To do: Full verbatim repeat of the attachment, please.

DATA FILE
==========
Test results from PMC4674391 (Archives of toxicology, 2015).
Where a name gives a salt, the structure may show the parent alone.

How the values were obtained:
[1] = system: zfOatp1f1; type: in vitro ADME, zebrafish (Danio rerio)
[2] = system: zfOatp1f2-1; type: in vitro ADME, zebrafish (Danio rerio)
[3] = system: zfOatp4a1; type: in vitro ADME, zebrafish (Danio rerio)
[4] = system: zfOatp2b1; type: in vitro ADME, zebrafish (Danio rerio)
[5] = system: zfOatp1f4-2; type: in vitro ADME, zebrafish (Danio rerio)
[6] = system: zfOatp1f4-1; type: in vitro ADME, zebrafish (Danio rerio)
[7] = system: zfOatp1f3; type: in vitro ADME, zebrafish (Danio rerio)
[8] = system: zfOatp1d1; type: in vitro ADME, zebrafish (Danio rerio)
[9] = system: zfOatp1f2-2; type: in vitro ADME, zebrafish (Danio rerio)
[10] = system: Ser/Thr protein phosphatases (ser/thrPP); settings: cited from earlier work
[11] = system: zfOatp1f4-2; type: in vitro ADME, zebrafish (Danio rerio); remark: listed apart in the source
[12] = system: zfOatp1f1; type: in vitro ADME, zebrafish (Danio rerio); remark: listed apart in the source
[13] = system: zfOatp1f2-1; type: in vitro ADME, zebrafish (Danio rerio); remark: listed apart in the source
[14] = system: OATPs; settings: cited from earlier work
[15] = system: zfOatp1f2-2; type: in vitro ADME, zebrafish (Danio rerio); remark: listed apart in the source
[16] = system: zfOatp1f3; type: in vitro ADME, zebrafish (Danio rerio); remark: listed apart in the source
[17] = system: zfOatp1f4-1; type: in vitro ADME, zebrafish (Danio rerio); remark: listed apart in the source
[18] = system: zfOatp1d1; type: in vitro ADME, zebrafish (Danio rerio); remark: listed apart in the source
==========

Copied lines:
Test results from PMC4674391 (Archives of toxicology, 2015).
Where a name gives a salt, the structure may show the parent alone.

How the values were obtained:
[1] = system: zfOatp1f1; type: in vitro ADME, zebrafish (Danio rerio)
[2] = system: zfOatp1f2-1; type: in vitro ADME, zebrafish (Danio rerio)
[3] = system: zfOatp4a1; type: in vitro ADME, zebrafish (Danio rerio)
[4] = system: zfOatp2b1; type: in vitro ADME, zebrafish (Danio rerio)
[5] = system: zfOatp1f4-2; type: in vitro ADME, zebrafish (Danio rerio)
[6] = system: zfOatp1f4-1; type: in vitro ADME, zebrafish (Danio rerio)
[7] = system: zfOatp1f3; type: in vitro ADME, zebrafish (Danio rerio)
[8] = system: zfOatp1d1; type: in vitro ADME, zebrafish (Danio rerio)
[9] = system: zfOatp1f2-2; type: in vitro ADME, zebrafish (Danio rerio)
[10] = system: Ser/Thr protein phosphatases (ser/thrPP); settings: cited from earlier work
[11] = system: zfOatp1f4-2; type: in vitro ADME, zebrafish (Danio rerio); remark: listed apart in the source
[12] = system: zfOatp1f1; type: in vitro ADME, zebrafish (Danio rerio); remark: listed apart in the source
[13] = system: zfOatp1f2-1; type: in vitro ADME, zebrafish (Danio rerio); remark: listed apart in the source
[14] = system: OATPs; settings: cited from earlier work
[15] = system: zfOatp1f2-2; type: in vitro ADME, zebrafish (Danio rerio); remark: listed apart in the source
[16] = system: zfOatp1f3; type: in vitro ADME, zebrafish (Danio rerio); remark: listed apart in the source
[17] = system: zfOatp1f4-1; type: in vitro ADME, zebrafish (Danio rerio); remark: listed apart in the source
[18] = system: zfOatp1d1; type: in vitro ADME, zebrafish (Danio rerio); remark: listed apart in the source